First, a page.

All those euro-socialist fantasies should go too. They are in the same boat as us, they are doing pretty much the same thing as we are, but tweaked differently. But they have the distinct advantage of not having had to spend as much on defense for the past 60 years. (War is about the worst thing you can possibly do to a society, even the "winners" in a war lose, except for the elite). So it will take more time, but they will completely fall apart too.

You can't get the magic wand. You can't make one central pattern work for millions of people, all different. And you can't force people to re-shape themselves to the pattern. What you gain in "efficiency", from those you can get to, you lose in creativity/division of labor/real production efficiency. And it's one of those things where, even if you win, you lose. A life where everyone is molded into a perfect citizen laboring tirelessly for the "common good", whatever the technocrats decide that is, is not a life.

We have to learn that risk is ok. Race car drivers face a lot of risk, but probably die less frequently in auto accidents than everyone else, because they adapt to that risk.
We have to accept the fact that we cannot guarantee jack shit to anyone, but we can make conditions as favorable as possible to everyone, and trust them not to utterly fuck up. And that's it.
Bad things will sometimes happen to people. People will do bad things to each other. Guess what? Bad things are happening to people now, not only despite Control and Security, but more often, because of them. A certain amount of BAD is inevitable. But the way to minimize it is to let go of trying to control it. That sounds nuts to modern Merkins, but it is really the only way.
The rest is up to us as individuals to adapt and figure shit out on our own.
Throughout history, with everything against us, we've always found a way to do that, nonetheless. If we stop creating roadblocks in our own path, there is no reason to think that we will not be able to do anything necessary to prosper and thrive.  And then some...

Thursday, May 12, 2005

Impressive... most impressive...

...but hardly surprising.
Kevin Carson does it again over at the mutualist blog with this one:

Corporations, State Capitalism, and International Trade

He himself references a very good article by Mike Hoy. The end of the article states:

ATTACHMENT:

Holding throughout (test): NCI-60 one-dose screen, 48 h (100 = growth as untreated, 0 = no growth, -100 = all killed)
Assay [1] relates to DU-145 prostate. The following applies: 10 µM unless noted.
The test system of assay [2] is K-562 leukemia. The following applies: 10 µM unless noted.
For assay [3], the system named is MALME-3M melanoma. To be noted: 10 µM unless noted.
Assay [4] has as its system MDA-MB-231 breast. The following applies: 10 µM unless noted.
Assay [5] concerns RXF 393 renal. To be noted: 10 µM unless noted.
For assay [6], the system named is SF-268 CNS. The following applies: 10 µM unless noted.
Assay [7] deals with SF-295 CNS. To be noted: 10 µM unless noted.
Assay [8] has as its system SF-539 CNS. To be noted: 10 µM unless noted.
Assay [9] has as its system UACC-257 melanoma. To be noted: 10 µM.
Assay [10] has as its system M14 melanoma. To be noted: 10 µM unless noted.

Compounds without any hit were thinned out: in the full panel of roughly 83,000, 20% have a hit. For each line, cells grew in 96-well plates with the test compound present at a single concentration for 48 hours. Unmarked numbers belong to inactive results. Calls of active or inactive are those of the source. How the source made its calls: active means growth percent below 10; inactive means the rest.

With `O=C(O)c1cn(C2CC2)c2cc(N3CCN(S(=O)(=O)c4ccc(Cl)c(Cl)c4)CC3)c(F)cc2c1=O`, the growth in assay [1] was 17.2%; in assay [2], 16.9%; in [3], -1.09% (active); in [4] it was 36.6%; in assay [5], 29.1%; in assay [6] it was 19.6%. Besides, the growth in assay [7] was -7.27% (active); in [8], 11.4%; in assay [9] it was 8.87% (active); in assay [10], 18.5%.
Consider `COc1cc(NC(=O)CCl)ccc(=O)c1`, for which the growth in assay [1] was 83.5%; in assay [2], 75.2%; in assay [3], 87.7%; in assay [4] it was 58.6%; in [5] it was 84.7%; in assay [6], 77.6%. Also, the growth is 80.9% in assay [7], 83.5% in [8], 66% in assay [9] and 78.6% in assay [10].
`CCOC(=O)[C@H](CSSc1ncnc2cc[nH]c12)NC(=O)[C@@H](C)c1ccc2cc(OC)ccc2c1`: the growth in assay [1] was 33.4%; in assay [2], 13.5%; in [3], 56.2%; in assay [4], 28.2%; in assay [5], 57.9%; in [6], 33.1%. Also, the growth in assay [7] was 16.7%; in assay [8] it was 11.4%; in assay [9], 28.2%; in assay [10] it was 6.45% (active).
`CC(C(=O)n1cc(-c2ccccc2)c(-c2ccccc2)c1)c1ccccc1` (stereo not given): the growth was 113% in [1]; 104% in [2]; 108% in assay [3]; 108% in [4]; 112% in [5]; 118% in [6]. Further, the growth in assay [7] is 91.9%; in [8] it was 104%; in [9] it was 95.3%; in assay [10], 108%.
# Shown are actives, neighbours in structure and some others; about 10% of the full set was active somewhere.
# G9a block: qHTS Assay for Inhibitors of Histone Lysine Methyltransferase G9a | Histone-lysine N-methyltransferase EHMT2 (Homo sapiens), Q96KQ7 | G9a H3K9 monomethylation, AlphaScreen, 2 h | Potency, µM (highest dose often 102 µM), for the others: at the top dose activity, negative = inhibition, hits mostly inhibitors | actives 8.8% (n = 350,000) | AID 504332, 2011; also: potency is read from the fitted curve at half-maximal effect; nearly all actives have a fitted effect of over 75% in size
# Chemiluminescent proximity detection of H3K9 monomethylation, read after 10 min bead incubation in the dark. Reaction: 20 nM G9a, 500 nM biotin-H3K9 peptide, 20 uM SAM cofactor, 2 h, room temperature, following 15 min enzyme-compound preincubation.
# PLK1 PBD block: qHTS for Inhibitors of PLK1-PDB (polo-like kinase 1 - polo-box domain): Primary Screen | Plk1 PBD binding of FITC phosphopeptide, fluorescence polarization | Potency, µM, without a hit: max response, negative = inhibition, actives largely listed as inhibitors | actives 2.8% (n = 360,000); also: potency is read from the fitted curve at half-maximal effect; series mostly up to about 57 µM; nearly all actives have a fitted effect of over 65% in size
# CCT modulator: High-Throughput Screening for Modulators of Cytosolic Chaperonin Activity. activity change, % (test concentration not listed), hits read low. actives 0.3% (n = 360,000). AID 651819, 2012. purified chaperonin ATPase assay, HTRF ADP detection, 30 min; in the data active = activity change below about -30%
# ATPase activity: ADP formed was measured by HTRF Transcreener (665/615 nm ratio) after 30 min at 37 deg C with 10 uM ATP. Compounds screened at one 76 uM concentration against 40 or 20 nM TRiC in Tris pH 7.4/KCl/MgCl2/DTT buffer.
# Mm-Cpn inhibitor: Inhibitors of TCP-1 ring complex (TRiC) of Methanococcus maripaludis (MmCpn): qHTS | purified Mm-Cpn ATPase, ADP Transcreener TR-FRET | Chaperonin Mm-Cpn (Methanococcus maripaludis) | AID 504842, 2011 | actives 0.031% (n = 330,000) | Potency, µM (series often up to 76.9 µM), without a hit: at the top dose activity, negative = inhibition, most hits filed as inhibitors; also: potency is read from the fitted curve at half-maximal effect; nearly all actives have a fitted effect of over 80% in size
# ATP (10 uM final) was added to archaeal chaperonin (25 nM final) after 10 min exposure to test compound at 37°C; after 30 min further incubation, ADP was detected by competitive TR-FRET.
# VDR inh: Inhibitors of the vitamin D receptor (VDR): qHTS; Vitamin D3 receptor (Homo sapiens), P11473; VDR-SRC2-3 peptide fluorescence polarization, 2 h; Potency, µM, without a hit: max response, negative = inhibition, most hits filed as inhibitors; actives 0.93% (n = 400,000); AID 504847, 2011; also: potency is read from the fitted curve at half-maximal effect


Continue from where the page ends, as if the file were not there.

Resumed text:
Most of the books pointing out the just plain wrongness of pretending that corporations are “persons” are written by people who are considered to be on the “Left” politically. And their “solutions” to corporate dominance of the individual are so naïve as to be almost frightening - they seem to honestly believe that somehow “government” (the same government that is owned by corporations) can pass laws that will restore corporations to whatever proper place they might have in a society based on individual rights. They seem to be blissfully(?) unaware of what the Marxist-oriented writer Gabriel Kolko demonstrated in his 1967 book The Triumph of Conservatism: that government regulatory bodies inevitably become controlled by the very industries that they are supposed to be “regulating.”

I maintain that it is up to “Libertarians” to take the lead in questioning the corporate form of enterprise, and come up with "solutions" to restore economic power in America to its rightful practitioners: individual people.

So how about it, “Libertarians?”

How about it indeed? We're working on it, a minority of Austro-Libertarians and mutualists and left-objectivists... and we will inevitably succeed, if we are wise enough to follow the advice of Bruce Lee and "accept what is useful, reject what is not" from all corners of the social criticism gradient.

Monday, May 02, 2005

Islam is the new Communism

All over the world, people are rebelling against the corrupt piece of shit governments that the Corporate-State nexus uses as their front line in the war on humanity. People are angry. And rightly so. We think we're angry, but things aren't even so bad here(yet), in the vanguard home of the capitalists. But in these shitty third world countries, run by truly evil assholes, things are REAL FUCKED UP.

So people get angry. Sooner or later, they get angry enough to rebel. "Communism"(wink wink) was a good scheme for some would-be Takeover Artist to channel this rebellion for his own ends. But the bottom started to fall out after the USSR proved that it was a dead end. Now it's "Islam", which is even better, because you don't even have to make living conditions much better. In fact, you can claim that prosperity itself is wicked.

The world-wide revolution is coming one way or another. If we don't give them something worth fighting for, the scumbags waiting in the (left and right) wings will.